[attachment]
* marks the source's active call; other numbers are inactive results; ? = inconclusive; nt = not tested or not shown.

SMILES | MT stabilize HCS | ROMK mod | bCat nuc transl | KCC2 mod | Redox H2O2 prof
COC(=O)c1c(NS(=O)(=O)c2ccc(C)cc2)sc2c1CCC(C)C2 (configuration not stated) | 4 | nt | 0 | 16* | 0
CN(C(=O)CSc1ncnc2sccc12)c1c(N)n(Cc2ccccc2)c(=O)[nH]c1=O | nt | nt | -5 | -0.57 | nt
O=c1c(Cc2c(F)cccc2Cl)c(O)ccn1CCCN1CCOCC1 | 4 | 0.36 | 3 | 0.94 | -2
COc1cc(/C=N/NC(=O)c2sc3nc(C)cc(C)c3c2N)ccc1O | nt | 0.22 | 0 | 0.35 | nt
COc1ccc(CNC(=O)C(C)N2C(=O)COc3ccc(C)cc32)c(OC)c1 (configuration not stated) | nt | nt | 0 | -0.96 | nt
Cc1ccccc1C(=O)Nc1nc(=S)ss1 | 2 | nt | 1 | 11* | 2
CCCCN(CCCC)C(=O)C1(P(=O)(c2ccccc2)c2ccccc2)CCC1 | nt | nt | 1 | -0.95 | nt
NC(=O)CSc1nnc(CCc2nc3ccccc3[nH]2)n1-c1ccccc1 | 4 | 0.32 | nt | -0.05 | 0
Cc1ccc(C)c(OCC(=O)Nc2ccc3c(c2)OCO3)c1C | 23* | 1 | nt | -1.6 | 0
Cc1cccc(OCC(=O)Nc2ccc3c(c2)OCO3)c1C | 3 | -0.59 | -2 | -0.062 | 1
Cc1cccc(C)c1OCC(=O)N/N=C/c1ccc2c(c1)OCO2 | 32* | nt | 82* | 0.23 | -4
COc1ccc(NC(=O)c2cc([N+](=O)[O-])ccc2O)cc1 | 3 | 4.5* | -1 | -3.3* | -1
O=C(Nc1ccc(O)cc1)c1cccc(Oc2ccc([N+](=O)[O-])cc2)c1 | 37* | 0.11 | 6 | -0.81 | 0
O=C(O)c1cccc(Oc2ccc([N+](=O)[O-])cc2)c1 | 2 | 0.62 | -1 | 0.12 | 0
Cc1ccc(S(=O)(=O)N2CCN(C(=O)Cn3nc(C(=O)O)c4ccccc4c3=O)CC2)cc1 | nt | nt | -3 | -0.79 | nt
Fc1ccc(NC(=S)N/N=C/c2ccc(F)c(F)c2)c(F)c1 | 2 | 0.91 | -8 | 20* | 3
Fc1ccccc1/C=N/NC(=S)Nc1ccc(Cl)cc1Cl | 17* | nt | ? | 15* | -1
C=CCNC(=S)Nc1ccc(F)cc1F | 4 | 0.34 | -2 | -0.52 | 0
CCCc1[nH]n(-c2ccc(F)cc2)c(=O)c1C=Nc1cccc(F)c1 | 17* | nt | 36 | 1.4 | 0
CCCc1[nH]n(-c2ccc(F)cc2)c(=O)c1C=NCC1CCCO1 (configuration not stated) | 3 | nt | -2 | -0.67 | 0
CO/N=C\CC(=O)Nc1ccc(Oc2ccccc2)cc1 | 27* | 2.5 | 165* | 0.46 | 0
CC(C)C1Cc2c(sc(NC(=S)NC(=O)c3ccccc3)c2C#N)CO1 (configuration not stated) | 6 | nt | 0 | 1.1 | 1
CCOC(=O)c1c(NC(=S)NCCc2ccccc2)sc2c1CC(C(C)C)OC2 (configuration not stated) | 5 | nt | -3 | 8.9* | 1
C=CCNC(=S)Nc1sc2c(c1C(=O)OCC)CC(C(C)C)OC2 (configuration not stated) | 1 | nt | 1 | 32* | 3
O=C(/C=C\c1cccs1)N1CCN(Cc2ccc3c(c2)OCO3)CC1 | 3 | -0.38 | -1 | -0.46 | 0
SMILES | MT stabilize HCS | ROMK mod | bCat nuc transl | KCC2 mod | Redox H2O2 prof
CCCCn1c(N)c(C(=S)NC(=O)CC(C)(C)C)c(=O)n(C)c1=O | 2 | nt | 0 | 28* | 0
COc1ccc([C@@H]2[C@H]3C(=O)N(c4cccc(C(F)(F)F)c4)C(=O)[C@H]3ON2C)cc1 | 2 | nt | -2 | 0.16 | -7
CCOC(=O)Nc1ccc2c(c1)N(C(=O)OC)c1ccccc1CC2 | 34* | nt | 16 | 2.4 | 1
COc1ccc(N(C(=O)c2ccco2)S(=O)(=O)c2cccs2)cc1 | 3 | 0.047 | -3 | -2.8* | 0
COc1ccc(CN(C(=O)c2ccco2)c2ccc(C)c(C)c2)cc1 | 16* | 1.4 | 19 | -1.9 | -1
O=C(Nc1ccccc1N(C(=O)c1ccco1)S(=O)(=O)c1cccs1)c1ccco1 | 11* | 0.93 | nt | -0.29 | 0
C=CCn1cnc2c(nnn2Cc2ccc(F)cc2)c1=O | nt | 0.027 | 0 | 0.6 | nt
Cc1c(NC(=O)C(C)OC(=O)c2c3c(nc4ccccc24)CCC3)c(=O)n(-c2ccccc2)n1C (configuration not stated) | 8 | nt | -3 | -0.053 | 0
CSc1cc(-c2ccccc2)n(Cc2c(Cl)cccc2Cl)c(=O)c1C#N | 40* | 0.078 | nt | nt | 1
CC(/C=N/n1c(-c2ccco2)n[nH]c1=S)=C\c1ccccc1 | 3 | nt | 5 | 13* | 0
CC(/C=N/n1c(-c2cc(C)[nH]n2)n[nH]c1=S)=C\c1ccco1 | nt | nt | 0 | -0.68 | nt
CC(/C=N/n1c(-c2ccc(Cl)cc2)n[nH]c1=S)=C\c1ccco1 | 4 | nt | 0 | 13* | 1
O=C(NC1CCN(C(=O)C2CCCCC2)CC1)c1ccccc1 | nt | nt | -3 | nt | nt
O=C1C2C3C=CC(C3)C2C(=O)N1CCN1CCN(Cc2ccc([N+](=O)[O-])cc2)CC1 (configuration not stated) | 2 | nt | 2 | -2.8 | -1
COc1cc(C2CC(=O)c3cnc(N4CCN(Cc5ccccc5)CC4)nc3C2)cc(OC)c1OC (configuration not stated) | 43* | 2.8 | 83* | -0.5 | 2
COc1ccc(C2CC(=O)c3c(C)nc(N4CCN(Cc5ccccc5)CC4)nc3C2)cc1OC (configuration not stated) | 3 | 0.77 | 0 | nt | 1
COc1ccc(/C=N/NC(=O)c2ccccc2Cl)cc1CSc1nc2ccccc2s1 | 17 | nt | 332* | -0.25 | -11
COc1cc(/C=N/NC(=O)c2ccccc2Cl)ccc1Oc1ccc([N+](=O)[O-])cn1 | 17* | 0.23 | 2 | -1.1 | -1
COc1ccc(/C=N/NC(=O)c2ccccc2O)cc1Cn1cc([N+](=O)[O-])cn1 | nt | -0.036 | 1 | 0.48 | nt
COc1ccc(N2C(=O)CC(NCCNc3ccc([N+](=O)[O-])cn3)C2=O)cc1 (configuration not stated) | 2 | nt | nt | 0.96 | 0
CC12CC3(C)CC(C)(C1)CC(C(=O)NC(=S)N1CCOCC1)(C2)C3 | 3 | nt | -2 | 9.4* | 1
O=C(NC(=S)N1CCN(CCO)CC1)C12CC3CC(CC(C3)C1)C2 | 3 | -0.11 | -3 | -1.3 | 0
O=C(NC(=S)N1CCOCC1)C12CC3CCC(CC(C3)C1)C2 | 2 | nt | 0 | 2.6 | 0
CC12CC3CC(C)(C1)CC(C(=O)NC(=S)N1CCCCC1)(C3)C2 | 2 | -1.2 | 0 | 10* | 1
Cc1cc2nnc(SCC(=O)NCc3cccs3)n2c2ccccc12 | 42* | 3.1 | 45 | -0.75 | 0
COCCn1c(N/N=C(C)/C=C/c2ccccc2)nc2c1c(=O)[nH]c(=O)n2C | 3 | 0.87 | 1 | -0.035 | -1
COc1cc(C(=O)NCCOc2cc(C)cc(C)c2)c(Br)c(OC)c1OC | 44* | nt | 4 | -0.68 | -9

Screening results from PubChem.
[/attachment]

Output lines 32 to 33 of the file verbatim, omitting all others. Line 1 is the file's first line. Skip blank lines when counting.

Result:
COc1ccc(N(C(=O)c2ccco2)S(=O)(=O)c2cccs2)cc1 | 3 | 0.047 | -3 | -2.8* | 0
COc1ccc(CN(C(=O)c2ccco2)c2ccc(C)c(C)c2)cc1 | 16* | 1.4 | 19 | -1.9 | -1